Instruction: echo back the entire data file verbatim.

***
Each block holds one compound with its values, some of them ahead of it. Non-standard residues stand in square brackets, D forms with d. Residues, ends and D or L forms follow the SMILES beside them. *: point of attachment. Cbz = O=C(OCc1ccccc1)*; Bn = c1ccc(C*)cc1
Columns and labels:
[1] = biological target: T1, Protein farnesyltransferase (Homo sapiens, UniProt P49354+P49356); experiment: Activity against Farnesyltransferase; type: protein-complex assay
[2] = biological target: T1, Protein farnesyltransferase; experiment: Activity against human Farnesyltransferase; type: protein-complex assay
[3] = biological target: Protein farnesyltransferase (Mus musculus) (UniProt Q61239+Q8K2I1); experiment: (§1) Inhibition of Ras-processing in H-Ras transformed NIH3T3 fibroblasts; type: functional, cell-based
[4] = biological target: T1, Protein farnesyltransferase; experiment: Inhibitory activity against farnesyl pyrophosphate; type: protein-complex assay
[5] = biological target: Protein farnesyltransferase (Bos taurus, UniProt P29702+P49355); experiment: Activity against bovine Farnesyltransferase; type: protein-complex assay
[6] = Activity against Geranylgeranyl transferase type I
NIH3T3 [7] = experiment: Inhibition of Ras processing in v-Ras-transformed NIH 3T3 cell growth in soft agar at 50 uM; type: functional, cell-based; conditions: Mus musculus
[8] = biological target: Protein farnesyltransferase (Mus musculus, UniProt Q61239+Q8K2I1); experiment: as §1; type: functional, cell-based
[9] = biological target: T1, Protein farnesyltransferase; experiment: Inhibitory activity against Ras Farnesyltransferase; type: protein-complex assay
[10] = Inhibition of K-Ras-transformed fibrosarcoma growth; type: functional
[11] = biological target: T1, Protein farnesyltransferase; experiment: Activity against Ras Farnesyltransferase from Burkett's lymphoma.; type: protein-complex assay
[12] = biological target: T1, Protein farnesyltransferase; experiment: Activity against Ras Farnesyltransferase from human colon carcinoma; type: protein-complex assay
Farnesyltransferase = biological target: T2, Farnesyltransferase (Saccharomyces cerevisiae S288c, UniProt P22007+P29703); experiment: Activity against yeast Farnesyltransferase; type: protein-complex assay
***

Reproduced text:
Each block holds one compound with its values, some of them ahead of it. Non-standard residues stand in square brackets, D forms with d. Residues, ends and D or L forms follow the SMILES beside them. *: point of attachment. Cbz = O=C(OCc1ccccc1)*; Bn = c1ccc(C*)cc1
Columns and labels:
[1] = biological target: T1, Protein farnesyltransferase (Homo sapiens, UniProt P49354+P49356); experiment: Activity against Farnesyltransferase; type: protein-complex assay
[2] = biological target: T1, Protein farnesyltransferase; experiment: Activity against human Farnesyltransferase; type: protein-complex assay
[3] = biological target: Protein farnesyltransferase (Mus musculus) (UniProt Q61239+Q8K2I1); experiment: (§1) Inhibition of Ras-processing in H-Ras transformed NIH3T3 fibroblasts; type: functional, cell-based
[4] = biological target: T1, Protein farnesyltransferase; experiment: Inhibitory activity against farnesyl pyrophosphate; type: protein-complex assay
[5] = biological target: Protein farnesyltransferase (Bos taurus, UniProt P29702+P49355); experiment: Activity against bovine Farnesyltransferase; type: protein-complex assay
[6] = Activity against Geranylgeranyl transferase type I
NIH3T3 [7] = experiment: Inhibition of Ras processing in v-Ras-transformed NIH 3T3 cell growth in soft agar at 50 uM; type: functional, cell-based; conditions: Mus musculus
[8] = biological target: Protein farnesyltransferase (Mus musculus, UniProt Q61239+Q8K2I1); experiment: as §1; type: functional, cell-based
[9] = biological target: T1, Protein farnesyltransferase; experiment: Inhibitory activity against Ras Farnesyltransferase; type: protein-complex assay
[10] = Inhibition of K-Ras-transformed fibrosarcoma growth; type: functional
[11] = biological target: T1, Protein farnesyltransferase; experiment: Activity against Ras Farnesyltransferase from Burkett's lymphoma.; type: protein-complex assay
[12] = biological target: T1, Protein farnesyltransferase; experiment: Activity against Ras Farnesyltransferase from human colon carcinoma; type: protein-complex assay
Farnesyltransferase = biological target: T2, Farnesyltransferase (Saccharomyces cerevisiae S288c, UniProt P22007+P29703); experiment: Activity against yeast Farnesyltransferase; type: protein-complex assay